How can stress in animals be measured? Scientists from Uppsala University and elsewhere have now found that what are known as epigenetic biomarkers could be used to detect long-term exposure to stress in commercially raised chickens. This may, in time, lead to improved conditions in animal rearing. The study has been published in the journal Frontiers in Genetics.Click here to see more...
Subjected to chronic stress, animals show deterioration in their general state of health and a weakened immune system, which is unfortunate in terms of animal protection. For commercial animal production, it means that animal products are of a lower quality and a larger quantity of meat has to be discarded. These repercussions, in turn, adversely affect farmers' finances and consumers' food quality. Nonetheless, there are currently no reliable ways of measuring long-term stress in animals.
Researchers from Sweden and Brazil have now, in chicken studies, looked for signs of how chronic stress can affect the genes of red blood cells, causing "epigenetic changes". In brief, this means that specific molecule types ("methyl groups") attach themselves to different parts of the DNA strand ("methylation"), depending on how the animal has lived. This may exert long-term effects on gene expression. Genes can, for example, be turned on or off (activated or deactivated).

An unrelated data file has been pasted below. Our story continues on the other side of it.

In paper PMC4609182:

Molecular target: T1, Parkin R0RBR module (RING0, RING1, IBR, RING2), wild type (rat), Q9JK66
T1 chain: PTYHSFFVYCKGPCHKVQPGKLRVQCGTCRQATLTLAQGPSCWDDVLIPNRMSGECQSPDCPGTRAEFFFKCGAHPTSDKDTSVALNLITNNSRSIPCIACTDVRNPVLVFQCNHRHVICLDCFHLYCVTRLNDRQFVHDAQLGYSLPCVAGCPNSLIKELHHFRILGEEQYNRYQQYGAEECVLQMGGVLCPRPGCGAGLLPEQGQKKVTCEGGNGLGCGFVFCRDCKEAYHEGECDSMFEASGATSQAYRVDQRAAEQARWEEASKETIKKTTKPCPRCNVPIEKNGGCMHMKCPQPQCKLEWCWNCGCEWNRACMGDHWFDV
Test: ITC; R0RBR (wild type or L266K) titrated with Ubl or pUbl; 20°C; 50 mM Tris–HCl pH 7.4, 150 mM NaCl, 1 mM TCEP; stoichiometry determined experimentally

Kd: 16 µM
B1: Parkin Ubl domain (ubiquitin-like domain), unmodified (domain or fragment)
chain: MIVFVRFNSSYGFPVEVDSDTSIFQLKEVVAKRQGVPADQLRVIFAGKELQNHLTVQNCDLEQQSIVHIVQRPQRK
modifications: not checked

The chickens studied, males of the popular White Leghorn breed of laying birds, were divided into two groups. One group was raised in a normal commercial environment, housed with other chickens and with good access to food and water. In the other group, the birds were exposed to factors known to induce stress. They were periodically isolated from one another, with also limited access to food and water. The same experiment was performed in both Sweden and Brazil.
"We took blood samples from the chickens in both the control group and the stress group after the stress treatment ended. We analysed the methylation of red blood cells and compared methylation patterns in the two groups," says Fábio Pértille of the University of São Paulo, the first author of the study.